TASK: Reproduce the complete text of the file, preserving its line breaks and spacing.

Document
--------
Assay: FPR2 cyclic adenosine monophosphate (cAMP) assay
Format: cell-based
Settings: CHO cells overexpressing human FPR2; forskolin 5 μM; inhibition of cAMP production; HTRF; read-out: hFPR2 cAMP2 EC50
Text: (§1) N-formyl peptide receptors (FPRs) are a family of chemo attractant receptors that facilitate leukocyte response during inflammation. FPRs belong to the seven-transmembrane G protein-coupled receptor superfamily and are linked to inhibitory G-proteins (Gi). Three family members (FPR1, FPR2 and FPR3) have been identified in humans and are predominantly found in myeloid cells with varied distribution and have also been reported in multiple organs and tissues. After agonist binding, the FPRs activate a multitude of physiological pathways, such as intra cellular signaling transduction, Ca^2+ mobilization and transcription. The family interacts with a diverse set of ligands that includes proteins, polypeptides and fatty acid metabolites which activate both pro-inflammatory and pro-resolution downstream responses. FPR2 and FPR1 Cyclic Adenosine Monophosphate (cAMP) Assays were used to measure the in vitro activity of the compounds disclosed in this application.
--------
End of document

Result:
Assay: FPR2 cyclic adenosine monophosphate (cAMP) assay
Format: cell-based
Settings: CHO cells overexpressing human FPR2; forskolin 5 μM; inhibition of cAMP production; HTRF; read-out: hFPR2 cAMP2 EC50
Text: (§1) N-formyl peptide receptors (FPRs) are a family of chemo attractant receptors that facilitate leukocyte response during inflammation. FPRs belong to the seven-transmembrane G protein-coupled receptor superfamily and are linked to inhibitory G-proteins (Gi). Three family members (FPR1, FPR2 and FPR3) have been identified in humans and are predominantly found in myeloid cells with varied distribution and have also been reported in multiple organs and tissues. After agonist binding, the FPRs activate a multitude of physiological pathways, such as intra cellular signaling transduction, Ca^2+ mobilization and transcription. The family interacts with a diverse set of ligands that includes proteins, polypeptides and fatty acid metabolites which activate both pro-inflammatory and pro-resolution downstream responses. FPR2 and FPR1 Cyclic Adenosine Monophosphate (cAMP) Assays were used to measure the in vitro activity of the compounds disclosed in this application.